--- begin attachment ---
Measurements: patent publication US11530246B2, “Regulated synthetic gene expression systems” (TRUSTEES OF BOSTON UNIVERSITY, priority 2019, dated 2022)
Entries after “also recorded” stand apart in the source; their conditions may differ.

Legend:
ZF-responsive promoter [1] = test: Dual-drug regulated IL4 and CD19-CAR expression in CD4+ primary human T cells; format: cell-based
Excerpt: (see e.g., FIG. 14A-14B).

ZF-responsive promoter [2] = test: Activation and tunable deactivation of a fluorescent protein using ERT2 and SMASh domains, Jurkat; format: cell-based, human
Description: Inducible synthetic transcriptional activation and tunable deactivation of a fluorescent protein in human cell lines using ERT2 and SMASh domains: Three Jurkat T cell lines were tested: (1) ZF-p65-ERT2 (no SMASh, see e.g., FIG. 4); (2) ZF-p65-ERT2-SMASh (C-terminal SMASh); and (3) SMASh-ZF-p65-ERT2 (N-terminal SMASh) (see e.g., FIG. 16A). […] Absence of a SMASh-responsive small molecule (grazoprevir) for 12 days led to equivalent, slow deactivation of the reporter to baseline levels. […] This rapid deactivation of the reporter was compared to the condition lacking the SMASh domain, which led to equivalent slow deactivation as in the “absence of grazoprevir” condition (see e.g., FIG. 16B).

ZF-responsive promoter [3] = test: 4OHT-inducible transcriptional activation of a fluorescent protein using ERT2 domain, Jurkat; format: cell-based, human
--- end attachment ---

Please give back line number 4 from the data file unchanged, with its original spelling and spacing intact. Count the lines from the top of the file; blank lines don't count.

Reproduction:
ZF-responsive promoter [1] = test: Dual-drug regulated IL4 and CD19-CAR expression in CD4+ primary human T cells; format: cell-based